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136. Kamloops Thompson That the Federation pressure the Ministry of Education to designate funding to school districts for technology and resources, including remote learning resources. Supporting statement In no other profession would it be acceptable and expected that employees provide the materials necessary to their job due to lack of provision by the employer. A fully funded education system must include ongoing and targeted funds to resources and technology. Funding also needs to include the necessary time and training for teachers to learn to use these technologies. Districts choose where to allocate funds, and resources and training are not a priority. The need for resources has been especially acute since the implementation of the new curriculum. Then the pandemic placed even greater demand on technology and resources. Remote learning only highlighted the urgency of this matter, but the government and districts have not responded. Resources are insufficient to meet today’s educational demands. The need for adequate training for technological change is supported by the Industrial Relations Act. Lack of resource funding has increased teacher workload. Teachers must search for, create, and/or purchase resources out-of-pocket to teach the new curriculum because the funding is inadequate. Also, learning to use technology places additional pressure on teachers. The ability to have readily available and fully functioning technology, in all areas of the province and including highspeed internet access, ensures that the implementation and delivery of the curriculum is more equitable for students. Yet, our province’s rural schools continue to be short-changed. Our province’s less advantaged students are not receiving the same opportunities as those peers with computer and internet access. Districts have policies that allow confiscation of teachers’ personal electronic devices if used with students or on the employer’s network. Teachers place themselves at risk when they have no options other than to use their personal electronic devices when they need technology in the classroom. 137. Surrey That the BCTF Executive Committee lobby the government to direct a portion of revenue from the carbon tax to fund green and carbon-emissions reducing technology in schools and school districts. Supporting statement Most greenhouse gases are stock pollutants, meaning once emitted, they are long-lived in the atmosphere and their build up has consequences over the course of centuries. Ultimately, it is the concentration of greenhouse gases that contributes to climate change and its attendant damages. For this reason, it is imperative that there be a price on carbon. 34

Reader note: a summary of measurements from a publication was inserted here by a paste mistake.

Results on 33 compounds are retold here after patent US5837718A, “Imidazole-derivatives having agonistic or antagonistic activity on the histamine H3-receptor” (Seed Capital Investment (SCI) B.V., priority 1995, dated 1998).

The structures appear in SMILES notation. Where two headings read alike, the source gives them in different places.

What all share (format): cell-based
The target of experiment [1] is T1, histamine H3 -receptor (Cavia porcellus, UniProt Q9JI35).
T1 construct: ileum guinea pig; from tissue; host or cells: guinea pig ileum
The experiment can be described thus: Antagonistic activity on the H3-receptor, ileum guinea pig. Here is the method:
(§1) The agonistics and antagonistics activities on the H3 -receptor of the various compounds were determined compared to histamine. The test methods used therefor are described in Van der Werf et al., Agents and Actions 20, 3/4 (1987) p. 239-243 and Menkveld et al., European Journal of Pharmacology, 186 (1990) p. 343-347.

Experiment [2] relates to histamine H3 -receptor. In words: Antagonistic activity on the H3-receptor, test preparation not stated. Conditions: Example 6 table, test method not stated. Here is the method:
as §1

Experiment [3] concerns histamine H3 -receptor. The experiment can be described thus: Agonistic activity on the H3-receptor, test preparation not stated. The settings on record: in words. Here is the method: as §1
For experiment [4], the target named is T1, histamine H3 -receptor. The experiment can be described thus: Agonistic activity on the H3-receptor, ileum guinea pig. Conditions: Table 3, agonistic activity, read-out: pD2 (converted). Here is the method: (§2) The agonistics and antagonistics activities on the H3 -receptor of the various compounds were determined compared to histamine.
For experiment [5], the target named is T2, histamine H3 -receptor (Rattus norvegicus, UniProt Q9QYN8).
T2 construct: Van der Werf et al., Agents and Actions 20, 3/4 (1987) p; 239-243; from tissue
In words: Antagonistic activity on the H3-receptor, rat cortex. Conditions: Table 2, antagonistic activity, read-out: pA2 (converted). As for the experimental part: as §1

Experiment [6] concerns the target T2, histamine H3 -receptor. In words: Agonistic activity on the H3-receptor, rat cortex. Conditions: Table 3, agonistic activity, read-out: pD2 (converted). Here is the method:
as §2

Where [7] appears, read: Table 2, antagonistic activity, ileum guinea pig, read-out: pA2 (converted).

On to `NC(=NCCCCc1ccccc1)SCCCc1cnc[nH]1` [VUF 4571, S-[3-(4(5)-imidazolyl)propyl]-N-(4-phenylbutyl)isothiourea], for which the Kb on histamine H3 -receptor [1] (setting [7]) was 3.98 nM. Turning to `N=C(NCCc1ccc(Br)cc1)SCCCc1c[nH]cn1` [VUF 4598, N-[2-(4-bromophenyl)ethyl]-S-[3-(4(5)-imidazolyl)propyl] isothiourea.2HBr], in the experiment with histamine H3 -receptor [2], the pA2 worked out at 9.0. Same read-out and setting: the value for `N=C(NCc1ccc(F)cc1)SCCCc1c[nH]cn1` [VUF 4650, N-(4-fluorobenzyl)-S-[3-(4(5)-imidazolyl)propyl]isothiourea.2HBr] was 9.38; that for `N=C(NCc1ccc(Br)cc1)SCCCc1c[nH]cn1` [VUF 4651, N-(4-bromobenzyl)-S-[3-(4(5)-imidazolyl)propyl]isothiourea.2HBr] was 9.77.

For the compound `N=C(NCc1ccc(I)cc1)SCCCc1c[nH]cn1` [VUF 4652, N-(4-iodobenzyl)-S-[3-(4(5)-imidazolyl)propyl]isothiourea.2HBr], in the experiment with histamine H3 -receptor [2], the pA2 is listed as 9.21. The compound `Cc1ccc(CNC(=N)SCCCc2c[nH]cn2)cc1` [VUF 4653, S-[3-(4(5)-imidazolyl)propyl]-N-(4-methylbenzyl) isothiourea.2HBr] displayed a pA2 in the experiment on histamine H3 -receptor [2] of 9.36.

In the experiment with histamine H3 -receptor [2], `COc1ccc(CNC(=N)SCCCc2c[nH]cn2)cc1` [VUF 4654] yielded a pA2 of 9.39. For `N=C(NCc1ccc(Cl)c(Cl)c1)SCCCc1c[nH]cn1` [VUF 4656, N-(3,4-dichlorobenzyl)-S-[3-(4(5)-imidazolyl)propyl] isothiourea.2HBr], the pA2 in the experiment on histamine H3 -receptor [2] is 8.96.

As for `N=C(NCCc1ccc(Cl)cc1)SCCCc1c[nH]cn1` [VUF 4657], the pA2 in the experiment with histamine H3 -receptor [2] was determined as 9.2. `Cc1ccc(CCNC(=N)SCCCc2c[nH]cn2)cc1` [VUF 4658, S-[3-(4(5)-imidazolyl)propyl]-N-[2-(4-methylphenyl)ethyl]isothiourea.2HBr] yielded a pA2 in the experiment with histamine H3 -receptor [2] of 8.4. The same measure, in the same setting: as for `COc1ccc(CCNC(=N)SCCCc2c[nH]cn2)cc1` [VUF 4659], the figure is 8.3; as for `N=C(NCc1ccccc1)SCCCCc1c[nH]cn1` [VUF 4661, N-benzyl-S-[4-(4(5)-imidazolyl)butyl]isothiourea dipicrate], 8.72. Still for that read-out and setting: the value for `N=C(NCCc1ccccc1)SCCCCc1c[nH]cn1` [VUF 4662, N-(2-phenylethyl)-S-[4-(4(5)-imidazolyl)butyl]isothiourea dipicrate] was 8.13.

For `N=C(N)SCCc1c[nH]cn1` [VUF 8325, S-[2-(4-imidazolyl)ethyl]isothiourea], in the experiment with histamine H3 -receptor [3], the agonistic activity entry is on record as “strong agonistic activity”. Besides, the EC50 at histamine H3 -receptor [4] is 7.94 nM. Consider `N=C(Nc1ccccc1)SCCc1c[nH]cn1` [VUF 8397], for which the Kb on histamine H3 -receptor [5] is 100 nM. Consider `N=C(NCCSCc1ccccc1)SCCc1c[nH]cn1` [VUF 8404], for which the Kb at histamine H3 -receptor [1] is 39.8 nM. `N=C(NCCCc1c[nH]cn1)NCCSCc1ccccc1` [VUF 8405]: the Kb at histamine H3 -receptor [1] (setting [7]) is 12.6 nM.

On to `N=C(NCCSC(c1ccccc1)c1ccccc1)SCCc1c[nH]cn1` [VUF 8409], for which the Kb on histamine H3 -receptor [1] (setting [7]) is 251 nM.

How the revenue is used is ultimately a political decision, and this motion advocates that a portion of tax revenues be used to fund zero emissions or carbon-emissions reducing initiatives in schools and school districts. Revenue from the carbon tax could be used to fund initiatives such as: heating, ventilation, air-conditioning systems, solar-powered energy, electric district vehicles, electric car charging stations for school staff, community-school gardens, and outdoor learning opportunities. 138. Surrey That the Federation lobby the provincial government to encourage school districts to examine school-naming protocols and to make changes to them so that names that are meaningful to the First Nations, Métis, and Inuit communities that are on (or were originally inhabitants of) that territory are included. Supporting statement We have many schools that are named after locations, or prominent people, due to the perceived honour that is bestowed by naming such edifices after them. However, where possible, this practice should be re-examined, especially if people are serious in their commitment to truth and reconciliation with Indigenous peoples. This would bring Indigenous peoples’ concerns to the forefront and enable students and their communities to greater awareness of why it is important not only to pay lip service in acknowledging traditional territories. Commitment to social justice begins from childhood and can grow subconsciously. If you never had the chance to challenge your beliefs from when you were young, you would think that everything is alright. Children are naturally curious and if they are not familiar with something, like their school’s name, it would be a great opportunity for them to be conscious of and learn about the First Nations, Métis, and/or Inuit territory where they are and what happened (or is still happening) to the Indigenous Peoples there. Passing this would be a means of accomplishing Truth and Reconciliation Commission’s Call to Action #57 which states: “We call upon federal, provincial, territorial, and municipal governments to provide education to public servants on the history of Aboriginal peoples...” because teachers are public servants who would need to know the Indigenous history in the area to be able to respond. Moreover, it is noteworthy that the Toronto District School Board (TDSB) is in the midst of conducting a city-wide review of all 583 school sites in a motion approved as of April 2021 “to better reflect the diversity of the city.” In their press release, it is stated that “The TDSB will form a special group that will inform the consultation process for the review of policy P047 and procedure PR592, Naming of Schools and Special Purpose Areas; propose amendments; and provide a